Market Cap Vs Enterprise Value

Both measures are useful in assessing a company’s financial health, but they offer different perspectives regarding the company’s value. Understanding the distinction between Market Cap and Enterprise Value will help you make educated procurement decisions that align with your investment goals.

Market capitalization is the total value the company has in its outstanding shares listed on the market. It doesn’t take into account the company’s debt, and therefore it could give an inaccurate picture of a firm’s overall worth. Enterprise Value is, on the other hand is a method of adding a company’s debt to its equity, and subtracts it from its cash to provide a more complete image of the value of a company.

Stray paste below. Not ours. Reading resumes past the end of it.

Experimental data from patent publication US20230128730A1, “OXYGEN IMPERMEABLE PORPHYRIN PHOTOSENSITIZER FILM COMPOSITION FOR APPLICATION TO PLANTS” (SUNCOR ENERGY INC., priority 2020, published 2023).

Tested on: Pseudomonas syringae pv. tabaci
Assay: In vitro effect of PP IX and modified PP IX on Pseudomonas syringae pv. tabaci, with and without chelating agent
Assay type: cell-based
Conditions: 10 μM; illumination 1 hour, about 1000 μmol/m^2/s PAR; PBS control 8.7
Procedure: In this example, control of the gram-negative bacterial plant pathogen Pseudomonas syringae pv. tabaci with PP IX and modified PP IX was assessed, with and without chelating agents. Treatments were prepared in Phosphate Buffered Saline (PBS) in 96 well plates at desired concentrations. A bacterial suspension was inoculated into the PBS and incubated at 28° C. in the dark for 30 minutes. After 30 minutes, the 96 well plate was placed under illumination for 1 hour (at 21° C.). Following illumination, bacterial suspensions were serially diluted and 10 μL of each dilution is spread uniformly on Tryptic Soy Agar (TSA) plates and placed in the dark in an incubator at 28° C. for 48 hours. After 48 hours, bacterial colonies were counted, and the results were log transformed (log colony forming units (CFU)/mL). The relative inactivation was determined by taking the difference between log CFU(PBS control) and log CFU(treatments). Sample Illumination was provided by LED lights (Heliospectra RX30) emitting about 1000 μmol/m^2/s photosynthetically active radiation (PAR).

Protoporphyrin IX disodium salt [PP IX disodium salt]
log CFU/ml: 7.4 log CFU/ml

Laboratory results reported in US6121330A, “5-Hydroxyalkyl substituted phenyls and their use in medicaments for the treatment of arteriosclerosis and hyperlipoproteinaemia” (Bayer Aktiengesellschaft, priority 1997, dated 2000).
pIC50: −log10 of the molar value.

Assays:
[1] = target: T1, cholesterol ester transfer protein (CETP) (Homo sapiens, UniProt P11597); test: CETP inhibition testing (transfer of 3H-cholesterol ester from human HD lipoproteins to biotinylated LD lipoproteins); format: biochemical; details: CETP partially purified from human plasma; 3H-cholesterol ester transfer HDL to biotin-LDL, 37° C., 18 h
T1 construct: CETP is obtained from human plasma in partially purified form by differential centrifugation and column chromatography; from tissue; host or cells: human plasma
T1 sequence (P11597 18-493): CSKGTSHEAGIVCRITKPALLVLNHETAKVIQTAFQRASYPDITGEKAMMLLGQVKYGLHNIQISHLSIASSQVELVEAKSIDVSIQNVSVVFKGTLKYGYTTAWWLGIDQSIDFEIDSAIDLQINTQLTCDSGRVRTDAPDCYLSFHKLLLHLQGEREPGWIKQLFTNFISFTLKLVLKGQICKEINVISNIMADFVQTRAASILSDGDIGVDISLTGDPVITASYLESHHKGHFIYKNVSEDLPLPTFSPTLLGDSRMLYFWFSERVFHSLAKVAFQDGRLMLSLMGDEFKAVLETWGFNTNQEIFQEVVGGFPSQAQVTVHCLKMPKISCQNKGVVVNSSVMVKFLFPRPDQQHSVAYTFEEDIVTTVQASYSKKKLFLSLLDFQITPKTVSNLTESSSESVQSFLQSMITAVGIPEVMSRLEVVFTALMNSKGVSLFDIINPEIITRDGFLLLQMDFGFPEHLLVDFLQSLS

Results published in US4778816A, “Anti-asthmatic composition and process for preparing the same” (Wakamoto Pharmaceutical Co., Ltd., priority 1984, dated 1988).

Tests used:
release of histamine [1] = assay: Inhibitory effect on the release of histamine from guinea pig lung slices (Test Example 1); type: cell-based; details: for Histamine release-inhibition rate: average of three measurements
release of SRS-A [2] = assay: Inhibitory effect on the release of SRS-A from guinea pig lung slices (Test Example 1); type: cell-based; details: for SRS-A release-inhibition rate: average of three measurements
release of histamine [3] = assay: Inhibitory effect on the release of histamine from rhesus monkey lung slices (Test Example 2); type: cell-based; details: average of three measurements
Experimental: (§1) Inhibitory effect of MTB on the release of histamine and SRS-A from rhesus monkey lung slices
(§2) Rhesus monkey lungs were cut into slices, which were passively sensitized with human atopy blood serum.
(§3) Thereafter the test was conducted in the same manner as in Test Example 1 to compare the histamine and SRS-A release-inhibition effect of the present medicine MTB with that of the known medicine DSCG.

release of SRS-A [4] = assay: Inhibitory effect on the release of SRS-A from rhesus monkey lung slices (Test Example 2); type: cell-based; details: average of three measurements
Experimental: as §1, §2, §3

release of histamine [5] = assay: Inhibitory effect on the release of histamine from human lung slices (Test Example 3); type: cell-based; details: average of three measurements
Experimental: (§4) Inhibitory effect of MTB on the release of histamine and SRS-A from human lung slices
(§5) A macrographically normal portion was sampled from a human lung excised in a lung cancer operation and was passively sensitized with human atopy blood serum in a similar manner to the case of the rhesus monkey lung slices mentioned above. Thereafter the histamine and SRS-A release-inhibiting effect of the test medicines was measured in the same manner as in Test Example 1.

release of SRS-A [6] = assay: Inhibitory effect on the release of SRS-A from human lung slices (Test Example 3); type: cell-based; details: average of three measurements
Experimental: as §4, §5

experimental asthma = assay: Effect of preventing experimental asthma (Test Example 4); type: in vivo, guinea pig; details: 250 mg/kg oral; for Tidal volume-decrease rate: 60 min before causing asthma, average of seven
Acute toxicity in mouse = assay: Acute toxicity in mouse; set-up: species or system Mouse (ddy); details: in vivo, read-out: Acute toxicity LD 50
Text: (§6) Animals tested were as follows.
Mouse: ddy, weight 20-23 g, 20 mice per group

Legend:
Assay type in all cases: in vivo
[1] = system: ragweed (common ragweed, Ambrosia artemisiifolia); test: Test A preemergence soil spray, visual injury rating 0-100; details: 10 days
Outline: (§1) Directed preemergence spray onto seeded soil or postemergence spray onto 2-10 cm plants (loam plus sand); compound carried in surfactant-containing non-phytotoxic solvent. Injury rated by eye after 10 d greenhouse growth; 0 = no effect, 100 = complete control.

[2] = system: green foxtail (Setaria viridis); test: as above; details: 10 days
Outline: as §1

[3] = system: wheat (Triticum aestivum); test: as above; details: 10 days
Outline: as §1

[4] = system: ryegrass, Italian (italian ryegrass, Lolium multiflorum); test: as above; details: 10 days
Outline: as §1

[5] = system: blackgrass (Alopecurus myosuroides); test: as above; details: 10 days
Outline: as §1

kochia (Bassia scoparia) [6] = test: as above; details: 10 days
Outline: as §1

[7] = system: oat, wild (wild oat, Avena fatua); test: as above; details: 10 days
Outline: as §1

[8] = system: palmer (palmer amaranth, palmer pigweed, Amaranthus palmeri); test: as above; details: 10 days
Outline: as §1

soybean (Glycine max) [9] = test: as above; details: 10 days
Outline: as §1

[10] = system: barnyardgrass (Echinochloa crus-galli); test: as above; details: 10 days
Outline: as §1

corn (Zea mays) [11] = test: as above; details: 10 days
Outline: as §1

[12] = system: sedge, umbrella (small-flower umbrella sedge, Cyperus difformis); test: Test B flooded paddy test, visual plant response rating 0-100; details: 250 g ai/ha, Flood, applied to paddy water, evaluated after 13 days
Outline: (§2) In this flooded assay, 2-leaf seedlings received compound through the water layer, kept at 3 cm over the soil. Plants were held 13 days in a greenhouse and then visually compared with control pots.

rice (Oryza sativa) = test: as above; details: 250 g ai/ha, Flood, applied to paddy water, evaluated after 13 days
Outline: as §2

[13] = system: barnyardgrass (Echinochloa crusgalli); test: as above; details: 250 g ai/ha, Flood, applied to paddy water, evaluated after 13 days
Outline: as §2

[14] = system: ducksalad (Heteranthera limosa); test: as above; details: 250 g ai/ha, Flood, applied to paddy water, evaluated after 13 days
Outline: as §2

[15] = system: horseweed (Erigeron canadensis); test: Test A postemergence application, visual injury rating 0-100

Adding a company’s debt gives you an idea of the company’s financial obligations that must be paid over time, as well as the ability of the company to invest in growth opportunities and pay dividends to shareholders. In the same way, subtracting a company’s cash will give you an idea of its liquidity – the amount of cash it has in its reserves.

The EV/MarketCap ratio provides a quick and easy way to evaluate potential investments. However it is not a substitute for due-diligence or financial modeling. The EV to market cap ratio is also not a reliable measure of a firm’s relative worth to its peers because it doesn’t consider the different features in the structure of capital and risk profiles.

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